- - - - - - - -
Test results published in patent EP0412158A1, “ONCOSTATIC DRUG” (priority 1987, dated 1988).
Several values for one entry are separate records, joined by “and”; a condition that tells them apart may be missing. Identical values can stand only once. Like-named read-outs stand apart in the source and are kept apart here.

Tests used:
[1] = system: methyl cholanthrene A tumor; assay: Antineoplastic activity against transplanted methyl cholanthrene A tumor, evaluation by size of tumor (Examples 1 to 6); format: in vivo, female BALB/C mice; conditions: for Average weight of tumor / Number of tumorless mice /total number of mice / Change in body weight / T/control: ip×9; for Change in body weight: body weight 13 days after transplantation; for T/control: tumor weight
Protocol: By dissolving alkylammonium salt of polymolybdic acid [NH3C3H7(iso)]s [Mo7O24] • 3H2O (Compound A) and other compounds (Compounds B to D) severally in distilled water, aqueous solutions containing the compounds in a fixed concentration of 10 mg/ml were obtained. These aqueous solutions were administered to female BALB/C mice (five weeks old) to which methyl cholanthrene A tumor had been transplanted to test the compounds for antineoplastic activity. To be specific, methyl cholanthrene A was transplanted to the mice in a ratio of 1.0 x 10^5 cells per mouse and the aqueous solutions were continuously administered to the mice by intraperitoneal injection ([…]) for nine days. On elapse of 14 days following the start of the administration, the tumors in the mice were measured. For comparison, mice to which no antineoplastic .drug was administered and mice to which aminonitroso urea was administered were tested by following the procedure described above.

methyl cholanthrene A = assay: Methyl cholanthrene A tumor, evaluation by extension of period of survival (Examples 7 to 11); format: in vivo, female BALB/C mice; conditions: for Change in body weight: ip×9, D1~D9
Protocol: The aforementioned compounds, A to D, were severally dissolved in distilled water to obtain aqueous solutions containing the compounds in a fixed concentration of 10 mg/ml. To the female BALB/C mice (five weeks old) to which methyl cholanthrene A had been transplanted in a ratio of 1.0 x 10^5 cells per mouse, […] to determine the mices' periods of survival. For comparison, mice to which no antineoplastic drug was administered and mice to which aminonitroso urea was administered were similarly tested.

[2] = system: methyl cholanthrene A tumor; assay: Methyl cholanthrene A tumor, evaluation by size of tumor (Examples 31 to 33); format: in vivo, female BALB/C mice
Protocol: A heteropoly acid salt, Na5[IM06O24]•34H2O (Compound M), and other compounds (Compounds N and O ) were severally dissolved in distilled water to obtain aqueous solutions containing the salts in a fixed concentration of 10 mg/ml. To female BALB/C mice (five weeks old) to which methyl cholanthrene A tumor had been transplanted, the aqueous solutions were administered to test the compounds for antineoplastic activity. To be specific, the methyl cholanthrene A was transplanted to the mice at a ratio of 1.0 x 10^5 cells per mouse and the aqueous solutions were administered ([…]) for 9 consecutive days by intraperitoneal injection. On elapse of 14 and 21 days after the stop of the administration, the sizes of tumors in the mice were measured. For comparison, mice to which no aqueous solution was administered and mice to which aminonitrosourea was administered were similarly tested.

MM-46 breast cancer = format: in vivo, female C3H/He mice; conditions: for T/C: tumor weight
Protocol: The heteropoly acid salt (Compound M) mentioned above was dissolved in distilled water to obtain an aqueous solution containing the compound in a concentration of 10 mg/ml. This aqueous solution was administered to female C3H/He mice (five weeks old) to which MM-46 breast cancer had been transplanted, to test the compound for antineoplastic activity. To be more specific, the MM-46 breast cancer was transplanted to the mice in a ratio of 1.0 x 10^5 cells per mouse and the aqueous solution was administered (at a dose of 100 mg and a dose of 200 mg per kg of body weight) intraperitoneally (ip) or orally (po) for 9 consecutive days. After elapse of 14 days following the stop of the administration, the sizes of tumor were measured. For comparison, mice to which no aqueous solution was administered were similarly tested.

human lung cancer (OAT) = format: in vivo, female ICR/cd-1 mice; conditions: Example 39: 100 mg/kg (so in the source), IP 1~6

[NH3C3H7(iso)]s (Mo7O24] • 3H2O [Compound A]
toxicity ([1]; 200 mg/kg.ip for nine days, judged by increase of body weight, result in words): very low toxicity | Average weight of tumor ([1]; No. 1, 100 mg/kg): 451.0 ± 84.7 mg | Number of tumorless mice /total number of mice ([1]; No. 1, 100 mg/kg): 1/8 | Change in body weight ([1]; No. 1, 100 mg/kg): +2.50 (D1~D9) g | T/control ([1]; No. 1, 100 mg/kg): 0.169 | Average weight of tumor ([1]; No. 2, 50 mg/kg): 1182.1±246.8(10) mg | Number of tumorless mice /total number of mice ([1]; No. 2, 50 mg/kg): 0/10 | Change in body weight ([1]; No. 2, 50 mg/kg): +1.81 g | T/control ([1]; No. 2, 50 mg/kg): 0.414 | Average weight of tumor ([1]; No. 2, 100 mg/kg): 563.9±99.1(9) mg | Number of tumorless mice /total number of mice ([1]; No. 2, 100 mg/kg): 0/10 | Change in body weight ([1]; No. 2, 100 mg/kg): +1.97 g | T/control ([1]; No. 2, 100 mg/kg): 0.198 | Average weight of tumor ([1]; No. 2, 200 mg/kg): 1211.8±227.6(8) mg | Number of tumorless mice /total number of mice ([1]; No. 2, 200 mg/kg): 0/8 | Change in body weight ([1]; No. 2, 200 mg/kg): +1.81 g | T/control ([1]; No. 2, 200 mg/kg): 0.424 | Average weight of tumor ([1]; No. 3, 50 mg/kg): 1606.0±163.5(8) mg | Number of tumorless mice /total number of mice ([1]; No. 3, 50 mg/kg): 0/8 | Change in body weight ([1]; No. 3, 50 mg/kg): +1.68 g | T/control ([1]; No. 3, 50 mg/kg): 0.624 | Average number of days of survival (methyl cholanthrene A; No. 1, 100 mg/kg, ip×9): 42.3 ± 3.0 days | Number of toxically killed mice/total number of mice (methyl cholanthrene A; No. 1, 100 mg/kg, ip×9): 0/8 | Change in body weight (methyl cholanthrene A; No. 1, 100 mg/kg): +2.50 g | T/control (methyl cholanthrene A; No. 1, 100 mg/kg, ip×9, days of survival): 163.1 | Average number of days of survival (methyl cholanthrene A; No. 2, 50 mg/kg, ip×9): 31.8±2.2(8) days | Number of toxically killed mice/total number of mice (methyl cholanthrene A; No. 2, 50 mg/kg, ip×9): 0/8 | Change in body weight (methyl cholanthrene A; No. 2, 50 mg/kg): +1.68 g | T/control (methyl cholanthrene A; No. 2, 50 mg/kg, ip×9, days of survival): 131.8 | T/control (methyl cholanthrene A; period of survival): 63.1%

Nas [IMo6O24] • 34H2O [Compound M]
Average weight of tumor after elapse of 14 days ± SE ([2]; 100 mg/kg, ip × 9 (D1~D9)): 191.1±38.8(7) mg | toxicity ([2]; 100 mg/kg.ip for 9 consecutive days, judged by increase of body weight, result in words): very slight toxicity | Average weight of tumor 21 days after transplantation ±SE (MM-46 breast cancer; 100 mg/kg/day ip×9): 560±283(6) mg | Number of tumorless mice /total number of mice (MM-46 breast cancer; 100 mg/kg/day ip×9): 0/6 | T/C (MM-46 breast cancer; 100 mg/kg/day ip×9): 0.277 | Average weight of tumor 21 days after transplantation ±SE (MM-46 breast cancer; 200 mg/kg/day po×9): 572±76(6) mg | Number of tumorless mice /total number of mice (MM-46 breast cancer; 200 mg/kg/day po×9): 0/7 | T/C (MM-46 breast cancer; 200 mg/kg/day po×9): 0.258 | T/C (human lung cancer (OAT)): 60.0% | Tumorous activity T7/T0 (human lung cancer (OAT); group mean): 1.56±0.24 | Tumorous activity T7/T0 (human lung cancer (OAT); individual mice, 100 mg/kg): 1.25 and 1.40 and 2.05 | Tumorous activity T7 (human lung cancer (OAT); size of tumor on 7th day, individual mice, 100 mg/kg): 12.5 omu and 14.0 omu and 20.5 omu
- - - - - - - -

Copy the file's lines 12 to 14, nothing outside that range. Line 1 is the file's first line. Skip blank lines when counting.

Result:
human lung cancer (OAT) = format: in vivo, female ICR/cd-1 mice; conditions: Example 39: 100 mg/kg (so in the source), IP 1~6

[NH3C3H7(iso)]s (Mo7O24] • 3H2O [Compound A]
toxicity ([1]; 200 mg/kg.ip for nine days, judged by increase of body weight, result in words): very low toxicity | Average weight of tumor ([1]; No. 1, 100 mg/kg): 451.0 ± 84.7 mg | Number of tumorless mice /total number of mice ([1]; No. 1, 100 mg/kg): 1/8 | Change in body weight ([1]; No. 1, 100 mg/kg): +2.50 (D1~D9) g | T/control ([1]; No. 1, 100 mg/kg): 0.169 | Average weight of tumor ([1]; No. 2, 50 mg/kg): 1182.1±246.8(10) mg | Number of tumorless mice /total number of mice ([1]; No. 2, 50 mg/kg): 0/10 | Change in body weight ([1]; No. 2, 50 mg/kg): +1.81 g | T/control ([1]; No. 2, 50 mg/kg): 0.414 | Average weight of tumor ([1]; No. 2, 100 mg/kg): 563.9±99.1(9) mg | Number of tumorless mice /total number of mice ([1]; No. 2, 100 mg/kg): 0/10 | Change in body weight ([1]; No. 2, 100 mg/kg): +1.97 g | T/control ([1]; No. 2, 100 mg/kg): 0.198 | Average weight of tumor ([1]; No. 2, 200 mg/kg): 1211.8±227.6(8) mg | Number of tumorless mice /total number of mice ([1]; No. 2, 200 mg/kg): 0/8 | Change in body weight ([1]; No. 2, 200 mg/kg): +1.81 g | T/control ([1]; No. 2, 200 mg/kg): 0.424 | Average weight of tumor ([1]; No. 3, 50 mg/kg): 1606.0±163.5(8) mg | Number of tumorless mice /total number of mice ([1]; No. 3, 50 mg/kg): 0/8 | Change in body weight ([1]; No. 3, 50 mg/kg): +1.68 g | T/control ([1]; No. 3, 50 mg/kg): 0.624 | Average number of days of survival (methyl cholanthrene A; No. 1, 100 mg/kg, ip×9): 42.3 ± 3.0 days | Number of toxically killed mice/total number of mice (methyl cholanthrene A; No. 1, 100 mg/kg, ip×9): 0/8 | Change in body weight (methyl cholanthrene A; No. 1, 100 mg/kg): +2.50 g | T/control (methyl cholanthrene A; No. 1, 100 mg/kg, ip×9, days of survival): 163.1 | Average number of days of survival (methyl cholanthrene A; No. 2, 50 mg/kg, ip×9): 31.8±2.2(8) days | Number of toxically killed mice/total number of mice (methyl cholanthrene A; No. 2, 50 mg/kg, ip×9): 0/8 | Change in body weight (methyl cholanthrene A; No. 2, 50 mg/kg): +1.68 g | T/control (methyl cholanthrene A; No. 2, 50 mg/kg, ip×9, days of survival): 131.8 | T/control (methyl cholanthrene A; period of survival): 63.1%